By Rex Burgess

Ferruccio Busoni,1890-1900

“His ambivalent nature, striving to reconcile tradition with innovation, his gifts as a composer and the
profundity of his theoretical writings makes him one of the most interesting figures in the history of 20th century music”

So writes Helmut Worth of Ferruccio Busoni, whose attributes also included piano virtuoso, conductor, editor, teacher and mentor: was there ever a musician with a wider compass? Born near Florence in 1866, his German mother – virtually his only teacher – was a virtuoso pianist, while his Italian clarinetist father rigidly supervised his practice, making him repeat passages until they achieved an incredible level of perfection. It wasn’t until 1880, though, that a suitable composition teacher was found, whereupon he spent fifteen months in Gratz studying with Wilhelm Mayer.

Busoni had given his first concert in Vienna in 1875, when Hanslick had praised his great pianistic ability, also commending the six original pieces he had played for their seriousness and maturity. By the time he left Graz, he was regularly performing the most difficult works with ease and was considered a young genius wherever he went.

After periods in Vienna and Leipzig, in 1888 Busoni accepted a teaching post in Helsinki. There, he met Gerda Sjöstrand, the daughter of a Swedish sculptor. They married and had two sons, and despite his lengthy absences they maintained a close relationship right up to his death in Berlin in 1924.

It was in Hamburg in 1889 that he first performed his arrangement of Bach’s Prelude and Fugue in D, BWV532, heralding a project which occupied him for almost thirty years, comprising twenty-five copiously annotated volumes of Bach’s keyboard works and a further seven entitled The Bach-Busoni Collected Edition.

In 1893, during a financially successful but otherwise unsatisfying tour of America, Busoni experienced something of a crisis. Writing about it later, he said: “I had become so aware of imperfections and mistakes in my playing that I firmly resolved to begin studying the piano all over again on an entirely new basis. I took the works of Liszt as my guide and from them I learned a great deal about the finer points of his style.”

Ferruccio Busoni: a many-sided genius By Rex Burgess “His ambivalent nature, striving to reconcile tradition with innovation, his gifts as a composer and the profundity of his theoretical writings make him one of the most interesting figures in the history of twentieth Century music.” As Sacheverell Sitwell observes: “Liszt assumed such an importance in Busoni’s eyes that he placed him together with Bach as the two poles, the two centres of gravity of all music.” To which Louis Kentner later added: “Busoni is still a model worth following: his omnivorous catholicity of taste covered all music … with Liszt as some sort of lodestar.”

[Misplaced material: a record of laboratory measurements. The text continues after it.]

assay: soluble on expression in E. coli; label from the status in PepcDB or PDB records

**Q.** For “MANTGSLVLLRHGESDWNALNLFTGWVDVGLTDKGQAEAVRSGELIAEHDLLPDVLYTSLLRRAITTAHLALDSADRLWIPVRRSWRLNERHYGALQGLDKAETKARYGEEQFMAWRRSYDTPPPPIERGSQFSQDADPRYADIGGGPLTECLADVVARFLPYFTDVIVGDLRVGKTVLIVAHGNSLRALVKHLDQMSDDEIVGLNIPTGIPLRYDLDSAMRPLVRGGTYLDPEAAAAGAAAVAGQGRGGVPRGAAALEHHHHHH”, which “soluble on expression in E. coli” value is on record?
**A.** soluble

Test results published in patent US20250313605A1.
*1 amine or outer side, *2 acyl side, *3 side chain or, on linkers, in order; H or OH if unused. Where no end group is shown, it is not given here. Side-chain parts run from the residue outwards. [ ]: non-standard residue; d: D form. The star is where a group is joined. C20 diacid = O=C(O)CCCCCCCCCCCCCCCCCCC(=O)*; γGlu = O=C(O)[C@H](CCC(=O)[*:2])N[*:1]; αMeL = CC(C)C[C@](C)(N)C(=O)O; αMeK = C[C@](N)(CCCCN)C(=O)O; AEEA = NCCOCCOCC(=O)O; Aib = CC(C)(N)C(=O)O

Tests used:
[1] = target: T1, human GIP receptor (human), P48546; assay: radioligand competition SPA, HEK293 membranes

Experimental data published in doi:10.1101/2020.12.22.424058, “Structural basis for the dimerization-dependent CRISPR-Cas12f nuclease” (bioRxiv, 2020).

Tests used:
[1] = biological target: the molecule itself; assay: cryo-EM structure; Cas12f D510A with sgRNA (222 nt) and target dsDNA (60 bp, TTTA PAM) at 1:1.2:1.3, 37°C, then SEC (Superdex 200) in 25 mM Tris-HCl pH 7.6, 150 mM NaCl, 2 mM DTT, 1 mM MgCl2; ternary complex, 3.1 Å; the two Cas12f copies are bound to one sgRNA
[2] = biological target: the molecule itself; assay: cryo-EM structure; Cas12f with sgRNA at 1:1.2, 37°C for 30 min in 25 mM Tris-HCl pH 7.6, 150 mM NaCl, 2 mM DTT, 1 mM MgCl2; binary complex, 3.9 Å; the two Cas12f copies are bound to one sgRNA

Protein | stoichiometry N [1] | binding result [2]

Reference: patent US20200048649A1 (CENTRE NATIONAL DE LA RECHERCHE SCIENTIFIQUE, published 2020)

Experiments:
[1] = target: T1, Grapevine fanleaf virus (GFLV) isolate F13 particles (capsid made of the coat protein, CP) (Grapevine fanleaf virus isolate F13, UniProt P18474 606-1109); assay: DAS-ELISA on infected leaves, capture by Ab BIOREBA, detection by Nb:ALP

While for a time their paths ran in parallel, as a composer Busoni fundamentally was out of sympathy with Schoenberg’s ‘non-tonal’ music. For while his own was mainly tonal, he foresaw that music’s future might well be microtonal. To explore this, besides creating 113 versions of the tonal scale, he also had a piano built with three manuals. As his experiments failed, though, he was drawn back to classicism, observing that “futurism must wait for the moment.”

Joseph Machlis writes that, “in this he anticipated the most important development in musical aesthetics during the first quarter of the twentieth century. He moved away from the rich scoring of Wagner to an orchestral idiom based on counterpoint. He wrote for the orchestra as though for an assemblage of solo players, thereby reviving the concertante ideal of the age of Bach.”

Space is insufficient to delve deeply into Busoni’s theoretical writings, although the following may give an insight to his philosophy: “Busoni held the idea that a musical thought will lose its originality as soon as the composer has notated it. He deemed it the task of the performing artist to free a composition from the rigidity and lack of freedom caused by its notated form. With his ‘subjective interpretation’ Busoni did not want to deprive a composition of authenticity, but on the contrary, he wanted to restore it. He considered a composition a ‘work in progress,’ a temporary and relatively ‘open’ design, and not a definite and unassailable opus.” (Madge)

Two Australian pianists rank high amongst Busoni scholars. Firstly Larry Sitsky, who in 1965 received a grant enabling him to undertake major research and leading to publication of The Compleat Busoni, a three-volume treatise covering all aspects of his music.

The other is Adelaide-born Geoffrey Madge, who in 1987 released a six-CD set of Busoni’s piano works that remains the gold standard against which other performances are to be measured. His booklet notes also include Busoni’s twelve Maxims for Practice “formed from my own experience. “

Celebrating the anniversary of Busoni’s death on 27 July 1924, a month-long series of programmes of his music will be broadcast from 3 July onwards.